Treasury financial secretary Mark Hoban has warned European law makers against unpicking Basel III as they draw up their capital and liquidity reforms.
Speaking at the British Bankers’ Association international banking conference in London yesterday, Hoban said the Capital Requirements Directive 4, which will implement the Basel III reforms in the European Union, should not deviate from the new Basel rules.
He said: “We must resist attempts to unpick Basel III. It is incredibly disappointing to hear mutterings of discontent and resistance on the implementation of Basel. The right balance was struck on transition, on the balance of particular capital structures and on the overall level of capital. It was carefully calibrated and demonstrated we can learn the lessons of the crisis.”
The European Commission is expected to publish CRD 4 draft directive this month. According to Conservative MEP Vicky Ford, leaked pre-drafts provide for more discretion for member sates over what can be counted as quality capital and liquidity.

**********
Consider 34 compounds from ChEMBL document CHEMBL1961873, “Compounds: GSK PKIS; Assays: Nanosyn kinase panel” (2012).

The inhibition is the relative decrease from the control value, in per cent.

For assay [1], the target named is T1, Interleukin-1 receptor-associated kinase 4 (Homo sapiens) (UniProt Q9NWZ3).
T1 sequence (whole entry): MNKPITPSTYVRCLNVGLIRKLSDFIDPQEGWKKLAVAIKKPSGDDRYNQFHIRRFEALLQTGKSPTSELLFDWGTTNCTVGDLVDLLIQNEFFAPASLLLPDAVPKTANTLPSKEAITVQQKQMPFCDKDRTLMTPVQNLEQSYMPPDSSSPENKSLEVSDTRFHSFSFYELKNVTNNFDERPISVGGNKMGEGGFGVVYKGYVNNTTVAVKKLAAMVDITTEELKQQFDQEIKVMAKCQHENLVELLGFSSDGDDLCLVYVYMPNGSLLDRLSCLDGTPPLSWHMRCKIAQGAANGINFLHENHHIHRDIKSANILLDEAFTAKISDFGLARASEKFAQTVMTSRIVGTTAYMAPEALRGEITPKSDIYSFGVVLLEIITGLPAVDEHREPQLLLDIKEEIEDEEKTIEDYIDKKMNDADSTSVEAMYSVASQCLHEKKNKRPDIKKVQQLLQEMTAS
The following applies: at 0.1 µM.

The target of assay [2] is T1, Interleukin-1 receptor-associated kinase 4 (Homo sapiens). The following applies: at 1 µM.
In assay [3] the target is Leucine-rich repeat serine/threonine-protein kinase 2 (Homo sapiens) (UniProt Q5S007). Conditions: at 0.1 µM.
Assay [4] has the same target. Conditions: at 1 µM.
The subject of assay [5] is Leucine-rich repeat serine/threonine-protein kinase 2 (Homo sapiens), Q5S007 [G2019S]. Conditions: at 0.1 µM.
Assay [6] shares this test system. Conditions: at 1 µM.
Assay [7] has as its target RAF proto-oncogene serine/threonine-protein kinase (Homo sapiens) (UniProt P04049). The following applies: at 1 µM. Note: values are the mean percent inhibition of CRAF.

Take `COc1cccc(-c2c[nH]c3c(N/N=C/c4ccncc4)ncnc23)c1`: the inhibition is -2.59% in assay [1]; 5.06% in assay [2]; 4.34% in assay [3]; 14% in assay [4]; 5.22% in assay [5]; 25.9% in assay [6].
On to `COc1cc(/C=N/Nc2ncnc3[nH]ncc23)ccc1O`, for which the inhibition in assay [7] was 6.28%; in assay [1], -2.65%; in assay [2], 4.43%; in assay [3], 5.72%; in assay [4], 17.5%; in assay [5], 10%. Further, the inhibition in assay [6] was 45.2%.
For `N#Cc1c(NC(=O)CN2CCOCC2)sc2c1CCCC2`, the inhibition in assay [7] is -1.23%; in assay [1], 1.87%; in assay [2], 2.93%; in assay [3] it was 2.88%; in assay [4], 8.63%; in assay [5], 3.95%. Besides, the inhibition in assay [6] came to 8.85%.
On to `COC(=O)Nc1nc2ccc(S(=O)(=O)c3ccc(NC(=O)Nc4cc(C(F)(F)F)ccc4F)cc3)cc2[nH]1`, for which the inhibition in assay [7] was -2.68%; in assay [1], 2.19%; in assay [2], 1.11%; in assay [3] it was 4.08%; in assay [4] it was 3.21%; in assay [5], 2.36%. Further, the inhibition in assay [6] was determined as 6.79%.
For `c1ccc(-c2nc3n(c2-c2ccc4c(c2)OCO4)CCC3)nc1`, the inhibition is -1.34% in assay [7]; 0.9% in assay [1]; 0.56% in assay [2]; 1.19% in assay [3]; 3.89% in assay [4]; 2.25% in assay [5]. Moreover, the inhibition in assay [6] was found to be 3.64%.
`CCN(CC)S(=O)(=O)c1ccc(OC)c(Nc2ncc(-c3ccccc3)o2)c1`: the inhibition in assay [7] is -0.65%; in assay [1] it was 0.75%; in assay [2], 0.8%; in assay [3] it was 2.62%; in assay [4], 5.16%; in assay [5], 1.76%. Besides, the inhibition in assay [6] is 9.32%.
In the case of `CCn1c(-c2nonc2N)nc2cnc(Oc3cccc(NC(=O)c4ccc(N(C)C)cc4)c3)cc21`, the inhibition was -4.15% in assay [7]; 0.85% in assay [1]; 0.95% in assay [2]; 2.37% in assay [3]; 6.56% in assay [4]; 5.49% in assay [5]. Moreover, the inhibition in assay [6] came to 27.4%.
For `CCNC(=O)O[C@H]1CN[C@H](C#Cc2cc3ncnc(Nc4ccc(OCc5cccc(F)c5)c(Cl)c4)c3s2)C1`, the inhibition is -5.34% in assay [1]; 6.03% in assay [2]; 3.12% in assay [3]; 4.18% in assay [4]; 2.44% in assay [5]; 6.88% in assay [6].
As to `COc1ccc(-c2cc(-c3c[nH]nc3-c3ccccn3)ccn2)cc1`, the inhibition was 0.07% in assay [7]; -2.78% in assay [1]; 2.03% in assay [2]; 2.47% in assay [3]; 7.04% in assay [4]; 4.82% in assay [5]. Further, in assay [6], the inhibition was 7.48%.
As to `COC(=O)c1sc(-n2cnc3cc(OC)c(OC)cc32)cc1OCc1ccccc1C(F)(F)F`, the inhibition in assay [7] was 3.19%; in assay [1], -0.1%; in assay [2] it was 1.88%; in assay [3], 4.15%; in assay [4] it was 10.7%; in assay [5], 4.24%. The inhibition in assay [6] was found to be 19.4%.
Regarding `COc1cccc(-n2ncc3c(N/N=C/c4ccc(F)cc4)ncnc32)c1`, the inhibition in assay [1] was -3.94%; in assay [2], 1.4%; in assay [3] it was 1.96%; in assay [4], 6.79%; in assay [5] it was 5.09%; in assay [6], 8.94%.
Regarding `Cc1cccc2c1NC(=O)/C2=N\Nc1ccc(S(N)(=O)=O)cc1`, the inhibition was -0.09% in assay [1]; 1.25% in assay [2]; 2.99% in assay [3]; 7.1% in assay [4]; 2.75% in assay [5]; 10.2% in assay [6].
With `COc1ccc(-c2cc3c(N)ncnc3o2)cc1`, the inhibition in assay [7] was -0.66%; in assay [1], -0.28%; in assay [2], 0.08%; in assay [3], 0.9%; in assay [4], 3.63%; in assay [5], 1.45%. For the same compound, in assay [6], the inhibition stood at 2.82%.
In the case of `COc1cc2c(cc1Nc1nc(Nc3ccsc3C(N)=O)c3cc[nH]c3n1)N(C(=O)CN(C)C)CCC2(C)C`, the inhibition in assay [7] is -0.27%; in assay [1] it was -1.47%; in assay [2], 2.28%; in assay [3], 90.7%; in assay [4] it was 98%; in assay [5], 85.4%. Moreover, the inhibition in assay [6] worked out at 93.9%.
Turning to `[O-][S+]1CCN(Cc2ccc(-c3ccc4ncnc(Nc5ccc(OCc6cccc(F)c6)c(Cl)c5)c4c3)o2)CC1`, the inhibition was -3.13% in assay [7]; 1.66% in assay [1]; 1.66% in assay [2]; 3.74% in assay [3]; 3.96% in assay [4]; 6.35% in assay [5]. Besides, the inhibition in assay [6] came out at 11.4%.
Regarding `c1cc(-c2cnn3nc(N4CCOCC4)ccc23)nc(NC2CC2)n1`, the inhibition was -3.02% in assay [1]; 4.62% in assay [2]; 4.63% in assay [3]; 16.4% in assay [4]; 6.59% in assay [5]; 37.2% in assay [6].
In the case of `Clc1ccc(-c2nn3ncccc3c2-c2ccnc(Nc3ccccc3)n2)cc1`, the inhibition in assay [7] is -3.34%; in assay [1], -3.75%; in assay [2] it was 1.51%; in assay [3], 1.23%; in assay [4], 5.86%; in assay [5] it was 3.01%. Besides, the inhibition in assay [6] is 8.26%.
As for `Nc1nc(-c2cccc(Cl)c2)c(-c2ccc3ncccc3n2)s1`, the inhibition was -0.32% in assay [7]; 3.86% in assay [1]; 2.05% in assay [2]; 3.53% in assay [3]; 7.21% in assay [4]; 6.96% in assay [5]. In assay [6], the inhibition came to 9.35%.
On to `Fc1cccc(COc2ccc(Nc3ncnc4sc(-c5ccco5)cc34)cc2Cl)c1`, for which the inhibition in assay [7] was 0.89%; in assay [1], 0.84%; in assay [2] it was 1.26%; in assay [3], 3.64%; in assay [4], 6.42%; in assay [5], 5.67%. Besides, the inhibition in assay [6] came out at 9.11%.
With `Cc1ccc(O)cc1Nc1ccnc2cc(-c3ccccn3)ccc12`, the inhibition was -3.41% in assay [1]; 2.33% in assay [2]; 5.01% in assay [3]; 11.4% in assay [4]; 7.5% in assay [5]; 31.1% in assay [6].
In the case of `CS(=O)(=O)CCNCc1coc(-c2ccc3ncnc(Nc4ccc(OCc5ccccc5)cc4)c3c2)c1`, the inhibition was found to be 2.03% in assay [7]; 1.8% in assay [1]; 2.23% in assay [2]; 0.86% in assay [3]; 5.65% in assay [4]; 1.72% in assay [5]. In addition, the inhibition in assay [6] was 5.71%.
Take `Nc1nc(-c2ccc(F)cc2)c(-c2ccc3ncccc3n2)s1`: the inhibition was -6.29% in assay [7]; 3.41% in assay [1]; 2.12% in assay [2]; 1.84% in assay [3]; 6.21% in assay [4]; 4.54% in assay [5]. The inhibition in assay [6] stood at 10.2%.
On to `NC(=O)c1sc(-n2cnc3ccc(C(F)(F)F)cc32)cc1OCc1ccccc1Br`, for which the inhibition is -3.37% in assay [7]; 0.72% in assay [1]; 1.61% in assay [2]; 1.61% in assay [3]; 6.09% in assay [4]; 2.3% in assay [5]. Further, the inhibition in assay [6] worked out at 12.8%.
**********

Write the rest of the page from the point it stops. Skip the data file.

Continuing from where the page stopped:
Also speaking at the conference, European Banking Authority chairman Andrea Enria said regulators should “stand as a single body” behind international agreements.
Hoban called for the capital requirements set at a European level to be a minimum not a maximum and for member states to be able to apply higher levels of regulation to ensure financial stability. He said: “Maximum harmonisation will limit the ability of member states to impose regulations to reflect the unique risks and characteristics of their home markets and severely undermine their ability to tackle macroeconomic issues unique to their markets.”
Enria said national regulators should be allowed “restrained discretion” in applying the standards but Hoban’s hopes of anything more than that will be stymied by Enria adding that Basel III will give “real content and operational life“ to the single rule book. The EBA will draft technical standards for the banking industry which the European Commission must then sign off. The EC says CRD 4 will “respect the level and ambition of Basel“.
Basel III requires banks to hold 7 per cent of core tier one capital, or up to 9.5 per cent for globally systemically important financial institutions. Hoban says this must be made up of ordinary shares and capital instruments, and not include insurance capital beyond that already allowed.
Enria appeared to agree with Hoban’s sentiment when he pointed out that the introduction of hybrid capital instruments led to a significant decline in the quality of capital in the European Union.